The third area is of significant interest as the Government has signalled they will look into the rules that allow taxpayers to receive deductions for assets that are mainly used for private purposes. This will be applicable for owners of holiday homes, aircraft or luxury yachts where such assets are used for both business and private purposes.
Inland Revenue Focus
Following on from the funding provided in last year’s Budget, Inland Revenue have continued to increase their audit activity with a focus on areas referred to as “the hidden economy”. These include seasonal workers, the hospitality industry, and the property sector.
While the IRD seem to be focusing their resources on such areas, we suggest taxpayers that are at risk put their affairs in order. This can be done by making a voluntary disclosure to Inland Revenue and has the benefit of substantially reducing any shortfall penalties that may be imposed.
Goods & Services Tax (GST) and Land
We have had a range of queries over the last month in relation to the new GST zero-rating rules for land transactions between registered persons.
The issues that have arisen revolve around the time of supply rules and the new requirement for the purchaser to meet a list of criteria at the time of settlement, in order for the transaction to qualify for zero-rating.
Generally a property transaction involves a number of stages. To highlight the effect of the new GST rules we have simplified these into the following stages (which may vary between different transactions):
Stage 1 – A vendor agrees to sell a block of land and an agreement is entered into
– At this stage the vendor should obtain the purchaser’s representation.
Stage 2 – A deposit is available to the vendor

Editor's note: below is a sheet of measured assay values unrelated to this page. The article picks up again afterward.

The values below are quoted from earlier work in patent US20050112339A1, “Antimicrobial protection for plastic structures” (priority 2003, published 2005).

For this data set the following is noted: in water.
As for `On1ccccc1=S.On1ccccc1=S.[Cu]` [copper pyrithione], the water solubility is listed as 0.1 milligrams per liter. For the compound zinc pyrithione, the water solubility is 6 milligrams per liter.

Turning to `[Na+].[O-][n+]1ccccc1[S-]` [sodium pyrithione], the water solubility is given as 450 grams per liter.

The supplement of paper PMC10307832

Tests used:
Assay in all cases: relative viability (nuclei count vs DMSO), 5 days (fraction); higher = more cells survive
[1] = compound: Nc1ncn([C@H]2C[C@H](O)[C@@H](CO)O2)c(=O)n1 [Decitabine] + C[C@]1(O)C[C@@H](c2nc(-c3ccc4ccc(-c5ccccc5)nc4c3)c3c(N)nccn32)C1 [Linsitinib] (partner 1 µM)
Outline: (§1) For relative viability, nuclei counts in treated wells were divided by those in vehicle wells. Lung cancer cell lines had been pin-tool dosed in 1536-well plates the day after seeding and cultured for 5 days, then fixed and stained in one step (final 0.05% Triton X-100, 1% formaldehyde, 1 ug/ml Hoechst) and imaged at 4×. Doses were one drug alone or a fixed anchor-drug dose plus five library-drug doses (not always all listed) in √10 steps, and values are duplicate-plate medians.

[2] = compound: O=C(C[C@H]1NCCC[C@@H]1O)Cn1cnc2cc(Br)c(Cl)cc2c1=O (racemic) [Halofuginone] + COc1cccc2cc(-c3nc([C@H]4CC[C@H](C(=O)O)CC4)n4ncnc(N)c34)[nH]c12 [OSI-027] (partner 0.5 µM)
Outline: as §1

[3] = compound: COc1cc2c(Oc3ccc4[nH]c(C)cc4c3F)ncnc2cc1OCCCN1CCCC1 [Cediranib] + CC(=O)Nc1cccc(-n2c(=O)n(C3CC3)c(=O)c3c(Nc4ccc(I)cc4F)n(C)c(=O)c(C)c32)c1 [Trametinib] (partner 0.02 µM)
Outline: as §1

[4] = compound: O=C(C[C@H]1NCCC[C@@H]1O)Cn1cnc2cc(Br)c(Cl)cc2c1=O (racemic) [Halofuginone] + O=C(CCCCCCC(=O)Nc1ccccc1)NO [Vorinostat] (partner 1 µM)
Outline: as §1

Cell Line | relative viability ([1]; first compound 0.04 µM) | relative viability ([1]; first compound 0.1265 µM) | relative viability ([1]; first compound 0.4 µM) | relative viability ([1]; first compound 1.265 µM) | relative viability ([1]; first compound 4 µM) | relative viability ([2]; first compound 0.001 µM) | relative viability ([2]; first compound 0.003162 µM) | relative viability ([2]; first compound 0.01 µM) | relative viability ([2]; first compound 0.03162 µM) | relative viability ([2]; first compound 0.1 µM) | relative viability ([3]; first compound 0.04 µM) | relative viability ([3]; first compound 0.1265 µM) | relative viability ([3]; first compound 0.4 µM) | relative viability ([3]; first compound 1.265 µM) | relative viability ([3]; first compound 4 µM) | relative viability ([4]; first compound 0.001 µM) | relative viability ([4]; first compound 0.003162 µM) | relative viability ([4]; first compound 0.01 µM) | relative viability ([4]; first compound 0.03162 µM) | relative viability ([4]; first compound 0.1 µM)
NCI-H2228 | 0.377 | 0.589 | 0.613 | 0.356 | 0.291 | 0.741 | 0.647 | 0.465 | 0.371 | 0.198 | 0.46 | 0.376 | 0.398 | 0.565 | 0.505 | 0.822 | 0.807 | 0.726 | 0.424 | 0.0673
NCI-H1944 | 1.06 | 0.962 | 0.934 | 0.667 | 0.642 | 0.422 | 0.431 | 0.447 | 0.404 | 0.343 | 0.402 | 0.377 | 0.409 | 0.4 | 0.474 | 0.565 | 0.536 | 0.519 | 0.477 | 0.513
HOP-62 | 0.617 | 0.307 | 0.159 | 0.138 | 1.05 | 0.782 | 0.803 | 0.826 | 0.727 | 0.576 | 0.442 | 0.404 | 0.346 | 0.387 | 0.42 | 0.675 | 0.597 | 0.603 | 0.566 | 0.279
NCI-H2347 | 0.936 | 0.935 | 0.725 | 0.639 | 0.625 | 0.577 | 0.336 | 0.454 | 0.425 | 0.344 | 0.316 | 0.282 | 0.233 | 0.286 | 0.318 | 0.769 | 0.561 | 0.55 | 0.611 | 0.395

– The payment of a deposit to the vendor, the issue of a tax invoice or the contract becoming unconditional (where a deposit is held by a stakeholder) will trigger time of supply.
Stage 3 – Settlement occurs whereby the balance of the funds is paid to the vendor
– This is the time to apply the test for the zero-rating of land.
At Stage 1 we recommend that the vendor obtains the information in Section 78F of the GST Act from the purchaser and that they follow this through to settlement. The standard ADLS / REINZ agreement has been updated to include clauses which allow for the zero-rating of GST to be applied (new Clause 17) and introduces Schedule 2 for the GST information to be provided.
At Stage 2, provided the vendor has obtained representation from the purchaser that they will be:
(a) GST registered at the time of settlement;
(b) Acquiring the land for the use in making taxable supplies; and
(c) Not intending to use the land as a principal place of residence;
the vendor will treat the supply as a zero- rated supply in that taxable period. The purchaser will not be able to claim GST on the deposit if the supply is zero-rated.
At Stage 3 the test is applied, which looks at whether the purchaser’s representation is still valid. If this is the case, the transaction qualifies for zero-rating.
If the purchaser’s GST status changes from what was initially advised in Stage 1, there may be a requirement for the purchaser to account for output tax on the transaction in the taxable period where settlement occurs.
For example, this can occur when a purchaser notifies the vendor that they will meet the conditions of (a) to (c) above at the time of settlement but at the time of settlement the purchaser does not in fact meet these conditions, e.g. they decide not to use the property for making taxable supplies or register for GST. In this case the purchaser is required to account for output tax under Section 5(23) of the Goods and Services Tax Act 1985.